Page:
CAIRO: Egypt’s Supreme Constitutional Court (SCC) issued its final ruling regarding the Professional Syndicates’ Law, finding it unconstitutional thereby invalidating the incumbent boards of syndicates.
The ruling on Law 100 of 1993, which governs the election processes of syndicates, cannot be challenged. After its implementation in approximately two weeks, all professional syndicates will be required to hold elections to choose new boards.
“This ruling has been delayed for years,” Essam Al-Islamboly, the lawyer who filed the case in front of the SCC, told Daily News Egypt. “[The SCC ruling] is considered equal to a law, and should be published in the official newspaper within 15 days [before becoming] effective.
“Syndicates are now required to call their general assemblies and to appoint temporary boards until elections are held to choose new boards.”
According to Laws 100 and 105 of 1993, syndicates’ elections can only be initiated by a South Cairo judge rather than by the internal bylaws of each syndicate.
Moreover, under the overturned law, election results are only legitimate if at least 50 percent of members vote; otherwise another election must be held two weeks later — during which, 30 percent of syndicate members are obligated to attend. If still less than 50 percent of members vote, a board of judges is appointed to run the syndicate.
“This law has hindered work inside syndicates and prevented elections from taking place for more than 18 years in some syndicates because it is hard for them to gather more than half of their members, [which] sometimes [number in the] hundreds of thousands,” said Mona Mina, spokesperson for Doctors Without Rights.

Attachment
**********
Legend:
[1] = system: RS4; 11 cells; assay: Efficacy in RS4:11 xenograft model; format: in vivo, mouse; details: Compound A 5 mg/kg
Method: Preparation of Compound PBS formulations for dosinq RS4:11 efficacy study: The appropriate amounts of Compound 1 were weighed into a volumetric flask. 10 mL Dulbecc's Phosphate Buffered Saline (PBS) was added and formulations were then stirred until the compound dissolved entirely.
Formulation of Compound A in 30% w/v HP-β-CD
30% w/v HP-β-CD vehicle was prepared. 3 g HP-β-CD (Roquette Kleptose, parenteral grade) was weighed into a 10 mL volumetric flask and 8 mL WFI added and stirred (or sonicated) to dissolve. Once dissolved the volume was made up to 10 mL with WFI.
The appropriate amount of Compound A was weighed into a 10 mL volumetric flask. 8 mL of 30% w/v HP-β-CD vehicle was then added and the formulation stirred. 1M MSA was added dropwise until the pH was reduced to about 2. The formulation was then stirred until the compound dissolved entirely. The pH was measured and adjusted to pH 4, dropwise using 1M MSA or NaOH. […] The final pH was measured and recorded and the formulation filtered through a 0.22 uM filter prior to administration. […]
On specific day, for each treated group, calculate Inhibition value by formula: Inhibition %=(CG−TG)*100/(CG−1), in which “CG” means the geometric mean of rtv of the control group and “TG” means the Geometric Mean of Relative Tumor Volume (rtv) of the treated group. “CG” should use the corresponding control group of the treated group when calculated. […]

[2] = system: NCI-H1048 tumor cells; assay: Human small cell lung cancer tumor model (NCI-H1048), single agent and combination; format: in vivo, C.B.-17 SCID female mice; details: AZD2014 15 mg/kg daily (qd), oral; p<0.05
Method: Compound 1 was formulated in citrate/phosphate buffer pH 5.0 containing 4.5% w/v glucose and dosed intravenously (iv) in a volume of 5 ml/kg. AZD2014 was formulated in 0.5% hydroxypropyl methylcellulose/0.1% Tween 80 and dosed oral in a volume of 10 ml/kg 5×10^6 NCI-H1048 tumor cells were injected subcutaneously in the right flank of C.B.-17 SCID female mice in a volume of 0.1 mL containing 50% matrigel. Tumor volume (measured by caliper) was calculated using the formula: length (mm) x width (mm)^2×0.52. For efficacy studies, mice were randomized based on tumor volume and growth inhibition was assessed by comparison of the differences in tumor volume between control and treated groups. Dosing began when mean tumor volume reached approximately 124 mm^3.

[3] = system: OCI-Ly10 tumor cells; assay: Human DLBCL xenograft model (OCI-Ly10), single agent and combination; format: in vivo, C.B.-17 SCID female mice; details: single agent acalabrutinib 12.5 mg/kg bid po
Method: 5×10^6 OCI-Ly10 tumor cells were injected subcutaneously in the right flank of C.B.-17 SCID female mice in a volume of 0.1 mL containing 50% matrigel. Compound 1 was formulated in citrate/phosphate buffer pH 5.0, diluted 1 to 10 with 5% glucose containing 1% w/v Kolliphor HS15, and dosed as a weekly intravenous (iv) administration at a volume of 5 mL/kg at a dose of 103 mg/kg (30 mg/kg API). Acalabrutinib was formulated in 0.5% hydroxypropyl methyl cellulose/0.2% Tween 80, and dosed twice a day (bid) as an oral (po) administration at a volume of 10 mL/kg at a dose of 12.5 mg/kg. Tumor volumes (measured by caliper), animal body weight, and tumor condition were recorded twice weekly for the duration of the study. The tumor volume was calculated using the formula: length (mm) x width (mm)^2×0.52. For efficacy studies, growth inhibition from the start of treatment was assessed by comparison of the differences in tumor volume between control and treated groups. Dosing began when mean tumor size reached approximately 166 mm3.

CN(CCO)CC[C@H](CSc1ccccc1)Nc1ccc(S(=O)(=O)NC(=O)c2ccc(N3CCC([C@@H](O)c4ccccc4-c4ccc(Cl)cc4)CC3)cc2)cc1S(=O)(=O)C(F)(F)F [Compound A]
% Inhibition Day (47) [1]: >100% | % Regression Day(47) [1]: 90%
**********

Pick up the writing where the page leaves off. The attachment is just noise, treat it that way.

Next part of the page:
Syndicates organized a protest in front of the SCC in opposition to the law and prior to the ruling on Sunday.
Except syndicates for lawyers, journalists, actors and musicians, no other syndicates have witnessed elections in more than 15 years.
A number of syndicates have already announced that they will hold elections soon.
“We [had previously decided that we would] open the door for candidacy applications if the [SCC] rules Law 100 unconstitutional,” said Ahmed Ramy, a member of the Pharmacists’ Syndicate’s high board.
According to Refaat Bayoumi, a member of the general secretariat at the Engineers’ Syndicate, the board will announce its final decision in a press conference on Monday.
The court case, which was filed with the State Council by Al-Islamboly in 2001 amid an election crisis at the Lawyers’ Syndicate, was referred to the SCC in 2002. The case remained at the SCC until two weeks ago when its Commissioners Committee passed the final verdict.
The law was heavily criticized for not being discussed at the Shoura Council.
“[People’s Assembly] speaker Fathy Sorour said that it was a law suggested by the state and thus [a discussion of the law] wasn’t obligatory [as is the case for] laws suggested by individuals,” Bayoumi added.
The PA is prepared to discuss the substitute law proposed by the government, which stipulates that syndicates only need 30 percent of members to vote in elections.
Many syndicates expressed concern that the government would “get around the law.”
“It is very possible to find a way [out of implementing] the ruling,” Al-Islamboly said. “But this is a court ruling and it is the duty of the syndicates’ members to protect it.